AdvancedMD states that its platform works internationally. However, we cannot guarantee it will work in all situations and it could cause confusion, especially considering appointment time zone challenges. It is allowable, especially in countries that have no governing body over the counseling profession.

If you or your client are going to be out of the country, please tread cautiously in these situations and be sure to test out the platform and your connection before an actual appointment. 

 

Client traveling out of state

If the client is traveling within the United States for a short period, under 30 days, it is typically fine to continue to see the client as usual. Rula's legal team has advised that the risk is considered very low when it is less than 30 days. However, you should always check with the licensing board for your profession in your state and the state where the patient will be to see what is allowable.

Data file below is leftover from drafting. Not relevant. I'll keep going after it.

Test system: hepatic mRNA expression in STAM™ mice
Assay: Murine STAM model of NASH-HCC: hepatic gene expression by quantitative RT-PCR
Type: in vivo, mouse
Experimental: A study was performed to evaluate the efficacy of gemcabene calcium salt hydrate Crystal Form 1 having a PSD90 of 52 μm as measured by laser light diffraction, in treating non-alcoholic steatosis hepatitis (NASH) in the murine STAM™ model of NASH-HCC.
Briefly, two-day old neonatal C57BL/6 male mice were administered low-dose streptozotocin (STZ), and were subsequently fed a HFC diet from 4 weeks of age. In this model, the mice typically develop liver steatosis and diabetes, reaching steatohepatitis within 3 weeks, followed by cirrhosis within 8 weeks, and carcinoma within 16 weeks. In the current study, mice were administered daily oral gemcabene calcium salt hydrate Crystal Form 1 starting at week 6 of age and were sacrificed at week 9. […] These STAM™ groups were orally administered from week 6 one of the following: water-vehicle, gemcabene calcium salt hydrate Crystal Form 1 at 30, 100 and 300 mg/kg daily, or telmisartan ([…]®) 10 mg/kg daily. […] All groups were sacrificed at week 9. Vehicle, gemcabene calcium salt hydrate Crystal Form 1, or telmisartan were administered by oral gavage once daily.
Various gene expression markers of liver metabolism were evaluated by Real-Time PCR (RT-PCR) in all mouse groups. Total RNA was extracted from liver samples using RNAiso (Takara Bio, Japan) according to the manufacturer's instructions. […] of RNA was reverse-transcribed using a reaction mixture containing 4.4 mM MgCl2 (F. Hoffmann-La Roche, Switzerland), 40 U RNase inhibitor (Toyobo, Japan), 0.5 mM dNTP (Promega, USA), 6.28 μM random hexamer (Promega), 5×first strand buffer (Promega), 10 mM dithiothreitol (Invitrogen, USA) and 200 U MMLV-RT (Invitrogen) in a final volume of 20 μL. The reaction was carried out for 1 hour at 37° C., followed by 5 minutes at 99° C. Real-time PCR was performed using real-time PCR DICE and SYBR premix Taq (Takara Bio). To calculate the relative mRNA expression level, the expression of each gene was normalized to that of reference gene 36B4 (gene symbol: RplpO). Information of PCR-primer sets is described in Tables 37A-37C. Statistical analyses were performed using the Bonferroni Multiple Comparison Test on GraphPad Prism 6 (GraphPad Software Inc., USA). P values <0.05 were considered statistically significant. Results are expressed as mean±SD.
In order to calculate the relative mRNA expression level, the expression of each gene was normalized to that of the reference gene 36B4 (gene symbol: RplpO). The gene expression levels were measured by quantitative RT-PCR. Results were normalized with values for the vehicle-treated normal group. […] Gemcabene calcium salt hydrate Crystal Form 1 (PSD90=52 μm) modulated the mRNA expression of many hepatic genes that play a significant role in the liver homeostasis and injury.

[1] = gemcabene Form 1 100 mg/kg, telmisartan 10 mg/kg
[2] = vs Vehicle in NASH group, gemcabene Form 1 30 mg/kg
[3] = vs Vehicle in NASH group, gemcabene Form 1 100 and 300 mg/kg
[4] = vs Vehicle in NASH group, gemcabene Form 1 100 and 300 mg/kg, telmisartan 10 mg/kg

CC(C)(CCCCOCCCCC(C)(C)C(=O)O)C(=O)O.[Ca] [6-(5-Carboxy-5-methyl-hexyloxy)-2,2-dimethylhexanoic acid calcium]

It is also advised to check with your malpractice carrier as well to be sure you are covered for providing services in a state outside where you are licensed.  If it would be in the best interest of your client to remain under your care during the transition or temporary gap, you have the option to continue treatment, however, this decision is at your discretion.

Client traveling internationally

As stated above, it is advised to check with the licensing board of your profession and your malpractice carrier before conducting sessions with a client who is traveling for a short time period. Clinical issues and patient welfare should also be considered.